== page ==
It does get played all the time, you do hear it. And there's so many remixes of it and interpretations of it. It fits it with so many different things. It's been sampled to death, so you hear "ladies with an attitude" all over the place.
Let's take it back, so we can explain to people how the song came about. So we're going to take a historical journey backwards in time. I don't think most people understand how the song actually came together. My understanding -- and please correct me if I'm wrong -- my understanding is that, I think it was Craig Kostich [the then-head of dance music at Warner Bros. Records, Madonna's then-label, in 1989] asked you to create a song for Madonna. And then it was going to be a b-side for "Keep It Together" [the fifth single from Madonna's Like a Prayer album, and ironically, its official single remix was created by Pettibone] …I'm not sure exactly how the song originally came about, so tell me exactly what happened.
I was kind of, I guess at that point, Madonna's favorite remixer, so I was remixing all of her songs. I did the You Can Dance album with her [Pettibone remixed the album's "Into the Groove" and "Where's the Party"], and I was doing a lot of additional production on the songs as well. For instance, "Like a Prayer," she chose my single version after I had done what I did on that.
And the most popular versions of "Express Yourself" [including the 7-inch single remix version] are your remixes of the song.
[The "Express Yourself" remix] was a total reproduction and I totally rewrote the music. And I really started from scratch with "Express Yourself." And I think she was really impressed with that and she really… liked it. And, you know, the label liked it… She actually did the video to the album version, and then they synced my version to the video. So if you watch the video of "Express Yourself," you see the horn players on the carousel, but there's no horns playing, because I took those out.
I remember seeing the original video [at the time of its release] and then a couple weeks later, the new version started playing. So at one point there were two different versions of the video [one synced to the album version of the song, and another to the Pettibone remix] that you could see on VH1 and MTV. I was like, "Wow, what happened? I love this other new version." Your version. Anyway! So, she liked you a lot, clearly.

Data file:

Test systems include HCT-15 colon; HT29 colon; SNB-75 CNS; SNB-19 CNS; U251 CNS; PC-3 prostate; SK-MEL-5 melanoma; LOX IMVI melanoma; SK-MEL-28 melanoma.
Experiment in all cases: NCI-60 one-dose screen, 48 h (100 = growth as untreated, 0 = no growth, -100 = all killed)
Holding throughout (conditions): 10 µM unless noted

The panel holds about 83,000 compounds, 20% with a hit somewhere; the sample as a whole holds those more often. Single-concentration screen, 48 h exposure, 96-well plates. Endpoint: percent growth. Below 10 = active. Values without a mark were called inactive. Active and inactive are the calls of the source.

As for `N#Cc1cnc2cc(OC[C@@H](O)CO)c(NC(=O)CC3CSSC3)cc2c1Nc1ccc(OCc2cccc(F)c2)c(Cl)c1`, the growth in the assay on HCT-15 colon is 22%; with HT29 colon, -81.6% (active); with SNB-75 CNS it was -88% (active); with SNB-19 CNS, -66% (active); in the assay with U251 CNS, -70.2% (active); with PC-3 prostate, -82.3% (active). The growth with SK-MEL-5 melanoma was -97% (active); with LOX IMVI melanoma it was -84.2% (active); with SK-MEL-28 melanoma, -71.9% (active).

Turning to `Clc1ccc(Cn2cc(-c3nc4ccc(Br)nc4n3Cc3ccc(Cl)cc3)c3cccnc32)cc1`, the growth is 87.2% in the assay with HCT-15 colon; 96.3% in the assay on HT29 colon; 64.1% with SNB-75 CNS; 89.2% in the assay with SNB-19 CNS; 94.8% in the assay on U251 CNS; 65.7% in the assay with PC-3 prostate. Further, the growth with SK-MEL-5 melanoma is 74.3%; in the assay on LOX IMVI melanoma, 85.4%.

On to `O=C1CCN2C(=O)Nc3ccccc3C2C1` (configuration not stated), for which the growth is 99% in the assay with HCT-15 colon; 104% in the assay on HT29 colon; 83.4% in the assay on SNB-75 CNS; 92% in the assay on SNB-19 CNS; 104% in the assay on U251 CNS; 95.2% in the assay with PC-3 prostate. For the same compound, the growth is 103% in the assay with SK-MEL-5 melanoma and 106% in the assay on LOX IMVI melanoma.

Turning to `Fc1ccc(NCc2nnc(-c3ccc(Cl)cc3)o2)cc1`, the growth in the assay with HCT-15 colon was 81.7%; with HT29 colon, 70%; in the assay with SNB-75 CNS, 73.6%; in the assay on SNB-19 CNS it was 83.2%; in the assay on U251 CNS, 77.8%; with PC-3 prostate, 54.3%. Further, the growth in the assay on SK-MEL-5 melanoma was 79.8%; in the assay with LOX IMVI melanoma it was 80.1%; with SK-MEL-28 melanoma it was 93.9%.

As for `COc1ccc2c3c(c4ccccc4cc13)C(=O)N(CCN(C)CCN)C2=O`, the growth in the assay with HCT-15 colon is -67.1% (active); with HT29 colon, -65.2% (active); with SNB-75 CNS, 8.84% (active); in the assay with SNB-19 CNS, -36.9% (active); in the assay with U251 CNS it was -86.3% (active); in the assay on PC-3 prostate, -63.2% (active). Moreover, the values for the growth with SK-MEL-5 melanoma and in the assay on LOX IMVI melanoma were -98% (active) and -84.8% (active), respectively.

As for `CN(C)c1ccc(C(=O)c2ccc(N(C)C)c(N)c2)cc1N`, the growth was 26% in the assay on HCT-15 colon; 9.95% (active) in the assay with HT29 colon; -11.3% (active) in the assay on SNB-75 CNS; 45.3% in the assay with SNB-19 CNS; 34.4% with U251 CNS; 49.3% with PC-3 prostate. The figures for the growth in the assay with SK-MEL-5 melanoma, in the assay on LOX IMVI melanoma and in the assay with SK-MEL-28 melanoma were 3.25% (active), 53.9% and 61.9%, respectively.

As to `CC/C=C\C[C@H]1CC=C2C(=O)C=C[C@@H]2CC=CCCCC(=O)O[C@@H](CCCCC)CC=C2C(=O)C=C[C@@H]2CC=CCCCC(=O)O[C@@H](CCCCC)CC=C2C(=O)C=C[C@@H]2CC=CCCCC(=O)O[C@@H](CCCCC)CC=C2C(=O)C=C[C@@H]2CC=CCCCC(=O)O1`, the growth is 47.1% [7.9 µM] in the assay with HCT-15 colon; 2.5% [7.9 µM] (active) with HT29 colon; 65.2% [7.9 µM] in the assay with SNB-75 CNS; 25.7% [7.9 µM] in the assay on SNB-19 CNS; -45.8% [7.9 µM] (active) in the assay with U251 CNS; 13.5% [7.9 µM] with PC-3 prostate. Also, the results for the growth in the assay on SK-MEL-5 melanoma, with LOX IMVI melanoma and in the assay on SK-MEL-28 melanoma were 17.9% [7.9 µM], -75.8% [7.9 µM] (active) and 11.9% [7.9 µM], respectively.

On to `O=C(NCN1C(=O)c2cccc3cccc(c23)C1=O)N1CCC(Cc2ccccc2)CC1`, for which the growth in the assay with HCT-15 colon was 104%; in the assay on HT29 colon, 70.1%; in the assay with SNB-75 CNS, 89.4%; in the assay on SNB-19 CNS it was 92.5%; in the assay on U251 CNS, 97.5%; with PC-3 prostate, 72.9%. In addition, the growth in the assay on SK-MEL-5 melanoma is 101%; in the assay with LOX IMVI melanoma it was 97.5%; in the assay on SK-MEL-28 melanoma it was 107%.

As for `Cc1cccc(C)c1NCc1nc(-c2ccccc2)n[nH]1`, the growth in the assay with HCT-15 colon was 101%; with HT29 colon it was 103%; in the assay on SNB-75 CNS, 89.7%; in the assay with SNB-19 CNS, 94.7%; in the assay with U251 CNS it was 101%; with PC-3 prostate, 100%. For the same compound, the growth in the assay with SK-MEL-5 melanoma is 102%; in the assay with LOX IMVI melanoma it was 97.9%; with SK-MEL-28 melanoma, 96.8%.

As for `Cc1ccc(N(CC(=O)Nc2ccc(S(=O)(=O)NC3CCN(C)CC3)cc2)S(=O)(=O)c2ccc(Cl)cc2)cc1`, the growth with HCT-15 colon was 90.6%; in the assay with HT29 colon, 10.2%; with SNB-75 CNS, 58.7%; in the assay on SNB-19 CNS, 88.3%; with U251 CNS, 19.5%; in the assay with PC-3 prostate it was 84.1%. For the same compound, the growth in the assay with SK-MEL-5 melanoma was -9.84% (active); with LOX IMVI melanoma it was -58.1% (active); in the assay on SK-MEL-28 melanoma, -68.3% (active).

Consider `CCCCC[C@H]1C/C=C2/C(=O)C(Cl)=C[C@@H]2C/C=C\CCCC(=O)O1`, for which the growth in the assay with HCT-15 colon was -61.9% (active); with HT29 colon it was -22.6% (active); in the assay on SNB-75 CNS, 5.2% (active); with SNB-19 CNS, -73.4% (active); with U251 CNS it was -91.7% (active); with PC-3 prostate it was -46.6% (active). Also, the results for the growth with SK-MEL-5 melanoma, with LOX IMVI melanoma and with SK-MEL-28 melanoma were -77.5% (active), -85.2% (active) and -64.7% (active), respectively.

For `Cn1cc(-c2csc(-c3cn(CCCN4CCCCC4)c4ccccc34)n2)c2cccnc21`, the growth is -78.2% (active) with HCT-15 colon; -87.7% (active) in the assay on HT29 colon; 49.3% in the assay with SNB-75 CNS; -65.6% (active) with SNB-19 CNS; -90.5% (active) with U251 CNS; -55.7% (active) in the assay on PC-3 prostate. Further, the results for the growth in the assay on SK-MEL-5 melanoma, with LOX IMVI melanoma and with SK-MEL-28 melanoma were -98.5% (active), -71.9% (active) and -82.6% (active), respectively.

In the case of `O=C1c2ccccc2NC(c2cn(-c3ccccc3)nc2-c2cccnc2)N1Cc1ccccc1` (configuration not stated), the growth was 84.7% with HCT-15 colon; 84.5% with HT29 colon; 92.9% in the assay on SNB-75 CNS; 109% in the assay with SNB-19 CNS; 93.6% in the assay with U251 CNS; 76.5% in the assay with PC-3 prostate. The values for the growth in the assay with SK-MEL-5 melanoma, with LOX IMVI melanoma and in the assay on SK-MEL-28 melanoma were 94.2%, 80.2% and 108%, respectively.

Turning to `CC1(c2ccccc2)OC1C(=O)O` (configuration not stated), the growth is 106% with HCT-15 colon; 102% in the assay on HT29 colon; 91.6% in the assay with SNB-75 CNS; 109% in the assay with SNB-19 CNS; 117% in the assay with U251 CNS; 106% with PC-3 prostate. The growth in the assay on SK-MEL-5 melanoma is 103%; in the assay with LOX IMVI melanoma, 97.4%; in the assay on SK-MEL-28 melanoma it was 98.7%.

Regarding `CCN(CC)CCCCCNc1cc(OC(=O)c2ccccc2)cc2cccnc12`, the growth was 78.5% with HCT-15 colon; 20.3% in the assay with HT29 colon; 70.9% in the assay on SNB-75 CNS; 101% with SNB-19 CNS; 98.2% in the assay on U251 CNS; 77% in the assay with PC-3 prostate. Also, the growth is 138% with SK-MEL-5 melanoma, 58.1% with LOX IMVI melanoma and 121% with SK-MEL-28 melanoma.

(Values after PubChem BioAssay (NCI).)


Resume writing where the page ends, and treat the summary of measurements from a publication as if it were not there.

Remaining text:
Yeah, and we'd been friends from my days when I was working at [radio stations] WBLS and KISS-FM [WRKS] in New York, also. So, we had known each other for quite a while. She went on and became Madonna, and I was doing records and production and stuff. So Craig, he had this idea to see how we would work together, and he asked me to come up with a track for her. I did. She liked it. And she came into the studio and said, "I hope you don't mind, but I'm going to call it 'Vogue.'" And vogueing was almost kind of over at that point. At least in the underground dance scene. Not over, but it had been done, let's put it that way…
When they reached out to you -- the powers that be -- was it sold to you as "We're doing this song that is going to be a b-side"? Or "We would just like you to give us something for Madonna"? Was there any sort of ... end goal in mind at the beginning?
I don't really remember. I think it was the b-side thing, but I'm not 100 percent sure.
It would have made sense at the time, because "Oh Father" -- [Like a Prayer's] previous single -- hadn't done incredibly well on the [Hot 100] chart [it peaked at No. 20, her first single to miss the top 10 since 1984]. And it was kind of standard that sometimes you would enhance a single by putting on a really hot b-side to help sales. Did you have something already kind of done, or was the "Vogue" music something that you created specifically for the Madonna offer?
Like I said, I sent her a track, and that was the basic music for "Vogue." Which she wrote her lyrics to and after she sang them, then I changed certain things about the music to fit what she sang better.
Was there something that you can recall changing that [readers] would recognize?
Um… the piano was added, for instance, after she sang the song. The bass lines in the verses were changed to make them go with the verse better. Before that I think it'd just been like a two-bar loop of the bass line throughout the entire song -- which she liked. She didn't want me to change it. But I was like, "I'm gonna change it anyways." So… [Laughs.] She wanted to keep it very underground, and I was like, "Just trust me. Let me do what I do." Which she did. She went back to L.A. after she sang the song and I got to finish it off in New York.
How long from start to finish -- from the initial reaching out to you, from that point until you've actually finished recording the song?
Hmm. I would say I sent her the track [and] within possibly like two weeks she came to New York to sing it. I think right after that she was on to something else, and I think it was within a week or so that I finished up the production and the mix and sent it off to Warners.
That was a pretty quick turnaround.
I think at that point they were going to put it for the b-side, and "Keep It Together" was coming out, so there was a bit of a rush thing there. But then after they heard it, the attitude was like, "This isn't gonna be a b-side." You know, what avenue… how can we [Warner Bros.] get this out there? She had just done Dick Tracy. So that's why it was part of the Dick Tracy soundtrack [I'm Breathless]. That was the album avenue to get it out on.
Did she or Warner ever ask you to contribute anything else to the I'm Breathless album? Because that's the only song of yours that's on that album.
No, because in general the album was done. She had done that album with [Stephen] Sondheim and whoever…
Patrick Leonard and some other folks, yeah…
…So it was done. So they just kind of like tacked ["Vogue"] on, so to speak.